A year ago, when my teenage son and I went to visit my parents in New Jersey, he and I both had a “troll doll” on the table.

My son loved it and we were so excited that we’d finally found a doll to be a troll.

The first day I put it on, he cried.

He had no idea what to do with it.

We tried to comfort him.

“That’s OK, Dad.

You can just put it in the laundry and it’s OK,” he told me.

Then I said, “But it’s not going to be OK if you don’t get the message.”

I’m sure he was just relieved.

It turned out he had a lot to learn about what trolls are, what it means to be human, and how to deal with his new role.

And then we got home.

It was a huge relief, but not a huge surprise.

I was in my 20s, and I’d never even had a doll before.

In my mind, I thought that if I was going to get a doll, I wanted one that was the opposite of my son.

I didn’t have the experience of having my parents wear a gag around their neck or having them wear a wig to a party, and that’s not something that you get to do if you’re younger than your son.

So I was very wary of having a doll that was going against my values.

And I was worried that I’d end up in a situation where I’d feel like I had to change my views because I’m not exactly like my son, or I might get bullied because of my gender.

But then my mum’s advice to me changed my life.

She encouraged me to give it a go, and she was the one who convinced me to put it up for sale on Facebook.

It sold, and it turned out that my son liked it, and he was really excited about it.

I ended up spending about $1,500 on it and getting some really nice things.

It became the most popular toy in our house and we decided to have a family party.

It’s a little bit of a gamble, but I’m glad I did.

The dolls are still pretty small, but the ones that are bigger have been really well received.

My husband’s favourite doll is a giant doll that he made himself, and the one he made for me was even better.

We had a party and I was super nervous, but it turned into a really fun party, we had a blast, and everyone loves the doll.

The best part was that I got to wear it in my daughter’s Halloween costume.

She didn’t even know I had one.

The doll is called “Mister Muppet” because of the fact that my daughter said, she thinks it’s cute.

She has a lot of questions about it, like what’s the doll called?

What is the name of the character?

And she wants to know the answer to that.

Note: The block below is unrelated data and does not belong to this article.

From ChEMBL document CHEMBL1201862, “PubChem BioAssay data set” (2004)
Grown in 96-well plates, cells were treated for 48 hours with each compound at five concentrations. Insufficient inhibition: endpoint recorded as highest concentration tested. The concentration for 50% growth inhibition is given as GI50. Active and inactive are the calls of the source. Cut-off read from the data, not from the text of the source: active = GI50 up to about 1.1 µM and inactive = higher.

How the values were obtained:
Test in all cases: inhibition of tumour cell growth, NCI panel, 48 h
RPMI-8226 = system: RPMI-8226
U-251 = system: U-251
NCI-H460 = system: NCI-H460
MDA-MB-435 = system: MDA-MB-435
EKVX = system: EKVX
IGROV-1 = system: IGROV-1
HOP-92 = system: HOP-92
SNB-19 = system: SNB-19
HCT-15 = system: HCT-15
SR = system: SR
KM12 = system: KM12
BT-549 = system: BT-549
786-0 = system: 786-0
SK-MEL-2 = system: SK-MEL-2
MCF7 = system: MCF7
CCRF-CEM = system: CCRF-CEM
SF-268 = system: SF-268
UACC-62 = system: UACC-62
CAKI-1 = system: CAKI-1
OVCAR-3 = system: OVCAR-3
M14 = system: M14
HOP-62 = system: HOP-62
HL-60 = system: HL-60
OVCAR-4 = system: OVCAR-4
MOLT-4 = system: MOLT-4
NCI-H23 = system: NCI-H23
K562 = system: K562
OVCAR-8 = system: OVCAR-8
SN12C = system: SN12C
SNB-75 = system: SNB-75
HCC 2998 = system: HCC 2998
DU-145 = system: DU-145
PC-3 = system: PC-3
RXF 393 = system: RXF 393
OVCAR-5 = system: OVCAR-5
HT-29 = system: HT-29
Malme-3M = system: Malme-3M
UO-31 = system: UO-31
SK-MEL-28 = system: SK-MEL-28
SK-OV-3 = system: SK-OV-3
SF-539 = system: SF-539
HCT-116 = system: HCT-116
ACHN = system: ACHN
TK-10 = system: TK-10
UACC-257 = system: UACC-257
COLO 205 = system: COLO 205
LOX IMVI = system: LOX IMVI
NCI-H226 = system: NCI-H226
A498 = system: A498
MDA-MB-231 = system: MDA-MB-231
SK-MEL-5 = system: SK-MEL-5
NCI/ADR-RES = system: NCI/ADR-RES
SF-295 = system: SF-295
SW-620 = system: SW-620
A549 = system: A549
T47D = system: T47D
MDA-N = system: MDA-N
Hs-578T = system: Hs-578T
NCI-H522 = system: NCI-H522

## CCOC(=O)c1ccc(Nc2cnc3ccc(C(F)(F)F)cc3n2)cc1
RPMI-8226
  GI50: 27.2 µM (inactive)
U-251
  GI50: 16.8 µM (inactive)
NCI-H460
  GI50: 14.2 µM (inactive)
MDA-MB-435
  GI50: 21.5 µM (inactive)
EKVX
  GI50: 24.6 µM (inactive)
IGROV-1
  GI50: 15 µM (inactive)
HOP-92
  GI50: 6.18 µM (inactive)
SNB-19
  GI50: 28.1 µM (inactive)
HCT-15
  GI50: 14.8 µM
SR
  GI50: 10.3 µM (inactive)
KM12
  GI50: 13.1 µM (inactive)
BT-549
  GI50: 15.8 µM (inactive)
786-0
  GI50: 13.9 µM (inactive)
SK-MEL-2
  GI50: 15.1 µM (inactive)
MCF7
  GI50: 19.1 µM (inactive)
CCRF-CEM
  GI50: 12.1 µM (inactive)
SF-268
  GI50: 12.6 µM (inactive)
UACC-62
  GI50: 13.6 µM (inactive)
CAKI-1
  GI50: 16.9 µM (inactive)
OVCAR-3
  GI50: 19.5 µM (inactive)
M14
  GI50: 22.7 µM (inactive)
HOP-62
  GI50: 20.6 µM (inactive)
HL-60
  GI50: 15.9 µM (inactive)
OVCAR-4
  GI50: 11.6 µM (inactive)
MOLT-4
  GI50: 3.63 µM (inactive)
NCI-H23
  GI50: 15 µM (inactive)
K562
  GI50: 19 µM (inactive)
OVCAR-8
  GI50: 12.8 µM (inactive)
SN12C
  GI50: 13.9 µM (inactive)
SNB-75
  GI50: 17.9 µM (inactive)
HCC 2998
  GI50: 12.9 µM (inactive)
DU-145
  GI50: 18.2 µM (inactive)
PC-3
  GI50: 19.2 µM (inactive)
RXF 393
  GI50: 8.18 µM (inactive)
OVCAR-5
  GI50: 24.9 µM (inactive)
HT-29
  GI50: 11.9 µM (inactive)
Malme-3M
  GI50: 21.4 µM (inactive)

It makes me smile that she’s still so young, and still so open to a lot more questions.

My daughter, who is 12 years old, has a little girl who loves it too.

She doesn’t want to wear a mask or wear a costume, so she can’t wear a doll.

But she loves it.

The thing about Mr. Muppet is that it’s just a big doll, and my daughter can’t tell the difference between a real man and a fake man.

That’s something that we didn’t really think about, but we definitely get a lot out of it.

When my son got older, he would make fun of us because he thought that we would grow up and become more mature, so we had to grow up a bit.

So when I think about what we learned from this experience, the most important thing I want to say is that the dolls we’ve bought and used are not just toys.

They’re the most powerful thing we have in our lives.

I think the dolls have really helped us as we’ve gotten older.

When I was a kid, I was really worried that my parents were going to find out about all of this, and so they were really supportive and really excited.

So now I’m getting a lot better at not getting too nervous about the dolls, because they make me feel really comfortable.

My wife is the first person who wears the doll in her house.

She says, “Daddy, I don’t know if you remember the first time you wore a troll dress, but you had to wear one of these, because you wore one for Halloween.”

And I just go, “Oh, really?”

She’s like, “I don’t remember.”

And then I remember that I had my first troll dress when I was like 11, and her first troll was a year later.

So it’s really nice to be able to tell her that, and to have her be able know that she was doing something special,